CHARLOTTETOWN, P.E.I. - David MacKenzie said sponsoring the Gold Cup and Saucer Race was a chance to come home.
The regional president for P.E.I. for the SaltWire Network, which owns The Guardian, spoke at a press conference Tuesday where post positions were drawn for the annual Gold Cup and Saucer Race. The newspaper has begun a three-year partnership with Red Shores as title sponsor of the biggest harness racing event in eastern Canada.
“We’re thrilled to partner and bring together two long-standing traditions on P.E.I.: the newspaper and the Gold Cup and Saucer, the greatest show in harness racing,’’ MacKenzie said.
The Guardian’s sister newspaper, The Evening Patriot, which ceased operating in the 1990s, had acted as the title sponsor for years. On Friday, Aug. 19, 1960, Dee’s Boy with Lloyd MacAuley at the reins, won the first ever Evening Patriot Gold Cup and Saucer in 2:06. Bill Hancox, publisher of The Guardian and The Evening Patriot, approached Charlottetown Driving Park race secretary Frank (Duck) Acorn in the summer of 1960 with the idea of sponsoring an invitational race during Old Home Week.
MacKenzie said when The Guardian started talking with Red Shores about bringing back that partnership, the newspaper stepped forward for three reasons.
“One was the past and the history The Guardian has with this race,’’ MacKenzie said. “The second reason was the future, that harness racing is an important component of this province. It’s both an industry, a life blood and a hobby for people of all ages and is also an important component of the tourism industry.’’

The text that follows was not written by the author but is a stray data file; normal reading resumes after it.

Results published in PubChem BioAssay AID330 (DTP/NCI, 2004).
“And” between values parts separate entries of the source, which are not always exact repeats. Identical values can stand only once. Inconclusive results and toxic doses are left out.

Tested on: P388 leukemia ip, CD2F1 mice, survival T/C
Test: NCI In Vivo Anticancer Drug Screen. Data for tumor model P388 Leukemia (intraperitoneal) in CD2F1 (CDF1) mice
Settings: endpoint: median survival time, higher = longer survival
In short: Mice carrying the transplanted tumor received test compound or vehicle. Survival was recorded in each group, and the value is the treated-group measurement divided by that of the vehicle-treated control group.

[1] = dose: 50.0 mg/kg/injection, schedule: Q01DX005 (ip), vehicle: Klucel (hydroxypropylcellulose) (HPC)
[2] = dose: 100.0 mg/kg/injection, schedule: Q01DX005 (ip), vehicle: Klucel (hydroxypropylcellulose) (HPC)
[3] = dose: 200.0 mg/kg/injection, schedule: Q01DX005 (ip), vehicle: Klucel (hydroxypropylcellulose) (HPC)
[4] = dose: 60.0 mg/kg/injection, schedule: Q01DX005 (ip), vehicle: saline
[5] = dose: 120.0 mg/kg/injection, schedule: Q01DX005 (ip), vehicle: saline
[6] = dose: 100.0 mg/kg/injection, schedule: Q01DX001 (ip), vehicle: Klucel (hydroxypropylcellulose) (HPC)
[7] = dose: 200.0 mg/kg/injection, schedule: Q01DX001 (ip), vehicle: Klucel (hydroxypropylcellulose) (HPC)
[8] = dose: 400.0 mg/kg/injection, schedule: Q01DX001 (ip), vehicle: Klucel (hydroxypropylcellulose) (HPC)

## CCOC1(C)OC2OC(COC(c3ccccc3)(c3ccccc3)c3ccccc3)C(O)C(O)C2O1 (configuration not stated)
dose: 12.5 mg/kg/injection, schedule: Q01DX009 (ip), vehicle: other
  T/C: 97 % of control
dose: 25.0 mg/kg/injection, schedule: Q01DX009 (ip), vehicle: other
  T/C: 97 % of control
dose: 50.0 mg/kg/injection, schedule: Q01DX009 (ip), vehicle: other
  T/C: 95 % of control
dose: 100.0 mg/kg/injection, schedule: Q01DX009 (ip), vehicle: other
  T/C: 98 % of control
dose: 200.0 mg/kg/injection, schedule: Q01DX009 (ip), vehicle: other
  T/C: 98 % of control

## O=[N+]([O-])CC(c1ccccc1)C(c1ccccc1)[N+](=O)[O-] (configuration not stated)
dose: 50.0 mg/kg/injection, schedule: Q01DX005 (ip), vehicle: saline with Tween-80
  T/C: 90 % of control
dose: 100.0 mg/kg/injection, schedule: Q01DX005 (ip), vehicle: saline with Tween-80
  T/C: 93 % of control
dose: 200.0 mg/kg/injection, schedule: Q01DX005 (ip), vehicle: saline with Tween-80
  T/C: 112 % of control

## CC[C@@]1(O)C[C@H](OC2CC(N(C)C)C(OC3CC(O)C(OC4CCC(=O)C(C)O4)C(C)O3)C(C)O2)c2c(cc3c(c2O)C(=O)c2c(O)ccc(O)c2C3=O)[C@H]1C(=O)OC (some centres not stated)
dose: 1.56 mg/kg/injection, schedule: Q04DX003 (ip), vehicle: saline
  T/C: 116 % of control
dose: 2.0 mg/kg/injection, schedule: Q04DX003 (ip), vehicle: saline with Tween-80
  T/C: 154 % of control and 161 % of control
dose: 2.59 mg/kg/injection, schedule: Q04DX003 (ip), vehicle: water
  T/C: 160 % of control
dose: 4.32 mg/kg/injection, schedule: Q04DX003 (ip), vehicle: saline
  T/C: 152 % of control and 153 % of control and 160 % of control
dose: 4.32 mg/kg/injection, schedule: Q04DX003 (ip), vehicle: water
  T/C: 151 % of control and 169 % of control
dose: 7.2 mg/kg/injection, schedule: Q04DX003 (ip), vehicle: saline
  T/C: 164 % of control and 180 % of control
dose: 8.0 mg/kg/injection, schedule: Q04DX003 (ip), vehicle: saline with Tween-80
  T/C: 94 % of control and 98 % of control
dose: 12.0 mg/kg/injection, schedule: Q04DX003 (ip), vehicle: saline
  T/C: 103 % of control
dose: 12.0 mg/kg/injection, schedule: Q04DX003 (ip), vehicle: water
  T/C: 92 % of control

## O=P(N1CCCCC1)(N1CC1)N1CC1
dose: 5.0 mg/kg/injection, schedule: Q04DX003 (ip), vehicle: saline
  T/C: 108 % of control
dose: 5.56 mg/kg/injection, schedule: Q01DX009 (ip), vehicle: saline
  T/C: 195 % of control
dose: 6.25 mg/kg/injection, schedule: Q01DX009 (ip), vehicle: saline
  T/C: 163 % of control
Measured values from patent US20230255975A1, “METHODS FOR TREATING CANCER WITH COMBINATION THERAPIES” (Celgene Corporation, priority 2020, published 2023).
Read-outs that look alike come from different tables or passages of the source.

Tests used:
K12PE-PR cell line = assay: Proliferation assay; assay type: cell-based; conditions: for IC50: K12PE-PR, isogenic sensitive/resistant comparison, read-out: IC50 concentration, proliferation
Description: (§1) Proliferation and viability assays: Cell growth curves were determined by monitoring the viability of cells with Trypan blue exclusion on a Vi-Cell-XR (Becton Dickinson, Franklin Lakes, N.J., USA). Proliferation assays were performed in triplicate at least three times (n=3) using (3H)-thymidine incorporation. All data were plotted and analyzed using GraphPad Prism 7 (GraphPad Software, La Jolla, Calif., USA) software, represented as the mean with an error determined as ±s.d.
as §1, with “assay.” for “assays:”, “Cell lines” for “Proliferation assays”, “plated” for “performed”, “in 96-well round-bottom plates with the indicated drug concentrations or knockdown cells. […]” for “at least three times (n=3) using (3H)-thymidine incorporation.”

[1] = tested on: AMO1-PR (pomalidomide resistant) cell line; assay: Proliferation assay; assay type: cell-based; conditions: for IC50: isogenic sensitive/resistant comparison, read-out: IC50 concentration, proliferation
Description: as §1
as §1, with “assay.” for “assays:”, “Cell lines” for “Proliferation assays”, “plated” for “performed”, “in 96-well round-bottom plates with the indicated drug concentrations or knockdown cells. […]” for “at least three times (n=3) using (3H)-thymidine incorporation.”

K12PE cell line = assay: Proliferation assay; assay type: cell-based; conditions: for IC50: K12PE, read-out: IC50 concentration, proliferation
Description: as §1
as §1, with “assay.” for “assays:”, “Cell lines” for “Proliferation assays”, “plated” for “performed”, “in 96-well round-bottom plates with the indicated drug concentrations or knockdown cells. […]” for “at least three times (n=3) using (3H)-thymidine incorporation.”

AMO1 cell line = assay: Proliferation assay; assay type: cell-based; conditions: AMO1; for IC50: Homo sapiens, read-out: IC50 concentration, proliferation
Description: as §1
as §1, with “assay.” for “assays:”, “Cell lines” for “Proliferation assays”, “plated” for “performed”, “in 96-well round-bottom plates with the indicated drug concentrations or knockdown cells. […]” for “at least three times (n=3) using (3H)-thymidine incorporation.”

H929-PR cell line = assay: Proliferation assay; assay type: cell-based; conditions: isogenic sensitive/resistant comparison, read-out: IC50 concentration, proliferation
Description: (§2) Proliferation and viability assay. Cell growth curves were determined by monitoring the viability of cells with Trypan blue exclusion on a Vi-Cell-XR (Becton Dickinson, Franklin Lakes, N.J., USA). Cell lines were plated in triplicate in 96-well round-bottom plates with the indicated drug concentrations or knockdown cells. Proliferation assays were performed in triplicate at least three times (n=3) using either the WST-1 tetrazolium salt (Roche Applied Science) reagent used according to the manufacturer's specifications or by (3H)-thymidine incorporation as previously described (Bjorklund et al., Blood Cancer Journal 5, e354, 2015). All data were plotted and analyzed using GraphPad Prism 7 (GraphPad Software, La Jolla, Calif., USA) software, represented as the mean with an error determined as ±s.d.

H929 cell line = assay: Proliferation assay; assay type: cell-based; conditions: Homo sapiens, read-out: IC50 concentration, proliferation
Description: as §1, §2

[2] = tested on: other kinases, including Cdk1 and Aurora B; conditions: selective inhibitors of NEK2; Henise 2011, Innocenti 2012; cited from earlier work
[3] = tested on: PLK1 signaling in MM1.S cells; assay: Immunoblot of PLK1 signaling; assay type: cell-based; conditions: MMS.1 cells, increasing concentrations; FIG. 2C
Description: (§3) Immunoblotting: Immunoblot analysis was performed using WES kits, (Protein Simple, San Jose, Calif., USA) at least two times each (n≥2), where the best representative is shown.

The third reason was the sheer professionalism exhibited by Red Shores and the Atlantic Lottery Corporation.
“The whole group is top-notch, and we wanted to partner with a group that we felt we could manage our brand and manage their brand and do a fantastic job of elevating both.’’
Old Home Week kicks off on Thursday while the two Gold Cup and Saucer trials go Saturday and Monday.
Adam Walsh, Red Shores race manager, said new to this year’s Gold Cup and Saucer race is the trophy. The winning driver will be honoured with the Michael MacDonald Memorial Trophy, named after the five-time winner of the race who died in June at the age of 70.
Coun. Terry MacLeod, representing the City of Charlottetown, said he remembers printing the race programs as a teenager. He calls the CDP the “Kentucky of Canada’’.
Heath MacDonald, minister responsible for harness racing, said he still gets chills when he hears the voice of race caller Vance Cameron.
“I think there’s almost a connection with every family on P.E.I.,’’ MacDonald said, referring to Old Home Week and harness racing. “It’s part of our culture; part of our history.’’